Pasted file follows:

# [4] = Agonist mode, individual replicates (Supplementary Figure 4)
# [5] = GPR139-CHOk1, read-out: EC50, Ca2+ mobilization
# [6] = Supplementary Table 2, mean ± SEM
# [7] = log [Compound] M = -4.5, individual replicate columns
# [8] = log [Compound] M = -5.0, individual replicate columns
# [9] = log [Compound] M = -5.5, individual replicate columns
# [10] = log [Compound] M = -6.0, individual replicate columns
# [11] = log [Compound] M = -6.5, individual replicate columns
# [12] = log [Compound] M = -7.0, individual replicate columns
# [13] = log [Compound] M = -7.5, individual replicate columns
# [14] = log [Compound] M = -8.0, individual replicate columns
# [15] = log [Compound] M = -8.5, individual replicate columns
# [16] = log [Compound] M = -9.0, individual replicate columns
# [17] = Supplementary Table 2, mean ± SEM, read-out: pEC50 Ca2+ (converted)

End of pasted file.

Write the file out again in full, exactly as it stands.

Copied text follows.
# [4] = Agonist mode, individual replicates (Supplementary Figure 4)
# [5] = GPR139-CHOk1, read-out: EC50, Ca2+ mobilization
# [6] = Supplementary Table 2, mean ± SEM
# [7] = log [Compound] M = -4.5, individual replicate columns
# [8] = log [Compound] M = -5.0, individual replicate columns
# [9] = log [Compound] M = -5.5, individual replicate columns
# [10] = log [Compound] M = -6.0, individual replicate columns
# [11] = log [Compound] M = -6.5, individual replicate columns
# [12] = log [Compound] M = -7.0, individual replicate columns
# [13] = log [Compound] M = -7.5, individual replicate columns
# [14] = log [Compound] M = -8.0, individual replicate columns
# [15] = log [Compound] M = -8.5, individual replicate columns
# [16] = log [Compound] M = -9.0, individual replicate columns
# [17] = Supplementary Table 2, mean ± SEM, read-out: pEC50 Ca2+ (converted)